Anyway, even with that, in my opinion they are missing the point. Bail insurance companies (or sureties as the article very correctly pointed out and described) are not huge global corporations. The majority of these bail sureties, much like bail agencies, are currently, or were at one time, family owned business. Some of them have been purchased over the years by large multinationals that have hundreds of different types of insurance businesses, but even as part of a larger entity, most of these bail focused sureties are still run by the families that started them. I work for one of the largest bail sureties in the country, and I can tell you, the culture, operations and mentality are the complete opposite of the evil multinational drug cartel image that is created in this anti-bail propaganda piece. I am pretty sure that most of the people in our company have never even been to Tokyo or London and probably couldn’t point out to you on a map where the Cayman Islands were located.
To say that our industry is a cold, heartless sophisticated money-grubbing business that doesn’t care about people or justice is completely inaccurate and patently false. If the ACLU, took an honest look at the role of bail and the people that perform that role, I think that they would actually see more similarities in belief systems between the two than differences. I actually think they would end up supporting the bail industry and everything that we stand for. Bail agents help people who do not have the resources to get out of jail. Bail agents help people and families of ALL colors have access to a reasonable release option. Bail agents are mostly made up of minority and women owned family businesses that live in the communities that they serve.
These are the things that make the bail industry great, not bad. But then again, why would I expect those that advocate for the elimination of bail to be honest, forthcoming or even fair in how they describe or even understand how the industry works?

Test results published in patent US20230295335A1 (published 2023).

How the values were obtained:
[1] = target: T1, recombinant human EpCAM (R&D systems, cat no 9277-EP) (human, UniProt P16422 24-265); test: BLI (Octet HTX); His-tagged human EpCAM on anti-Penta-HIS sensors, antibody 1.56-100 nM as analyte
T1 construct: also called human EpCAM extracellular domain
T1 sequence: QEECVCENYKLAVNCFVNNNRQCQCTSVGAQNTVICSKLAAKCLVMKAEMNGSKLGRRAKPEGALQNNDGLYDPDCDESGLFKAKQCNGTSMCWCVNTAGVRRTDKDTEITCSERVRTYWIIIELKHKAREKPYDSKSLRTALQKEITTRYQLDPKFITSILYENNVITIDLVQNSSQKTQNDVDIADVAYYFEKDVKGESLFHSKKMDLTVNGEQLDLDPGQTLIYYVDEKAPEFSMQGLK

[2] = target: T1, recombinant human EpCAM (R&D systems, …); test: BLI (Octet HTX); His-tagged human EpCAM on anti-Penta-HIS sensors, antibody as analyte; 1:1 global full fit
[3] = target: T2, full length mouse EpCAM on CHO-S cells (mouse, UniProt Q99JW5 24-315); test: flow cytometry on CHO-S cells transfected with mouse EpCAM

Lastly, the entire premise of the “No Money Bail” movement as it is presented in this document seems misinformed and misaligned. The main thrust of their argument is that people can’t get out of jail because of money, and that’s not fair, and the solution is just to let them out for free.
The problem with that argument is that pretrial release is NOT about letting people out of jail, but rather it is 100% about GUARANTEEING THEY SHOW UP FOR COURT. If someone is in jail for an extended period of time, the reason is rarely because they don’t have money. The reason has more to do with the fact that they are unable to GUARANTEE their appearance in court. And this is an important thing, because if the people that truly know the defendant are not willing to guarantee their appearance, why should the taxpayer? Simply put, pretrial release is about appearance in court and not about release. It is time the anti-bail community starts realizing the difference and stops misinforming the public about something they don’t fully understand.
Trust me when I say, I could go on and on about the deficiencies, false statements, misinformation and lack of actual facts that exist (or don’t exist) in this document, but I would probably be preaching to the choir. If the social justice advocates out there truly want to reform the bail system and improve it, the solution will never lie in the elimination of money bail. True reform and the best solution will only come from criminal justice stakeholders getting together in an honest and cohesive way. Only then will we have a real solution that addresses a real problem. In the meantime, we must continue to deflect and correct all the misleading and dishonest propaganda, like this latest document, and focus our efforts on educating people on the value and benefits of the bail industry and spreading the truth. We cannot continue to put the focus and emphasis on the defendant and perpetuate a culture of victimization…not for the real victims, but rather for the criminals. This is just backwards and flat out wrong. Instead we must put a laser focus on the real victims of crime and emphasize the need for public safety and accountability for all defendants.
Eric Granof is the Vice President of Corporate Communications for AIA Surety.